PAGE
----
Beyond the amyloid hypothesis: proteins that indicate cognitive stability

If you’re wondering where Alzheimer’s research might be headed after the latest large-scale failure of a clinical trial based on the “amyloid hypothesis,” check this Read more

Mother's milk is OK, even for the in-between babies

“Stop feeding him milk right away – just to be safe” was not what a new mother wanted to hear. The call came several days after Tamara Caspary gave birth to fraternal twins, a boy and a girl. She and husband David Katz were in the period of wonder and panic, both recovering and figuring out how to care for them. “A nurse called to ask how my son was doing,” says Caspary, a developmental Read more

Focus on mitochondria in schizophrenia research

Despite advances in genomics in recent years, schizophrenia remains one of the most complex challenges of both genetics and neuroscience. The chromosomal abnormality 22q11 deletion syndrome, also known as DiGeorge syndrome, offers a way in, since it is one of the strongest genetic risk factors for schizophrenia. Out of dozens of genes within the 22q11 deletion, several encode proteins found in mitochondria. A team of Emory scientists, led by cell biologist Victor Faundez, recently analyzed Read more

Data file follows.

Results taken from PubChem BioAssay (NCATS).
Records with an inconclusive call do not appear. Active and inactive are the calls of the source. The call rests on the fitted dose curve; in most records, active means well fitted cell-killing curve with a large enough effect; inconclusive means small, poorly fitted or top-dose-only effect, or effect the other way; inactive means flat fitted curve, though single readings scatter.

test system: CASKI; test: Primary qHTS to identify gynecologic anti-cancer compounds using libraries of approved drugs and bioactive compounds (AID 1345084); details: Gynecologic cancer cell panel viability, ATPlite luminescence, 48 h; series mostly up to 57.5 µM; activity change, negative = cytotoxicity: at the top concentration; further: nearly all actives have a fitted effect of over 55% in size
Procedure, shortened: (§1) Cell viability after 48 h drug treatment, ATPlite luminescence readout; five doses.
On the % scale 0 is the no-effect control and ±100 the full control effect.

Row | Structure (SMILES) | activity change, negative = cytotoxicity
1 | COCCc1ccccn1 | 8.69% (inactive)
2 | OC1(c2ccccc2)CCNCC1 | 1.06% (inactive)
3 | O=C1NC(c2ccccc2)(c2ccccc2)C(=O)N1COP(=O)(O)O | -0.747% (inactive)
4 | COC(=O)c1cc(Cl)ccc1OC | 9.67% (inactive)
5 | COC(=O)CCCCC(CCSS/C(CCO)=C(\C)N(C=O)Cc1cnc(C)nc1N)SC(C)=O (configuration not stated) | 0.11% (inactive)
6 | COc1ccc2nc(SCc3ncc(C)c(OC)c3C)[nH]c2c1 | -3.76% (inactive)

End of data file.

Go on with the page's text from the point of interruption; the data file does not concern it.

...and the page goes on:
neurogenesis

A new class of brain-protecting drugs

Pathologist Keqiang Ye has made a series of discoveries recently, arising from his investigations of substances that can mimic the growth factor BDNF (brain-derived neurotrophic factor).

BDNF is a protein produced by the brain that pushes neurons to withstand stress and make new connections. Some neuroscientists have described BDNF as “Miracle Gro for brain cells.”

“BDNF has been studied extensively for its ability to protect neurons vulnerable to degeneration in several diseases, such as ALS, Parkinson’s and Alzheimer’s disease,” Ye says. “The trouble with BDNF is one of delivery. It’s a protein, so it can’t cross the blood-brain barrier and degrades quickly.”

Working with Ye, postdoctoral fellow Sung-Wuk Jang identified a compound called 7,8-dihydroxyflavone that can duplicate BDNF’s effects on neurons and can protect them against damage in animal models of seizure, stroke and Parkinson’s disease. The compound’s selective effects suggest that it could be the founder of a new class of brain-protecting drugs. The results were published in Proceedings of the National Academy of Sciences.

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Posted on by Quinn Eastman in Neuro 1 Comment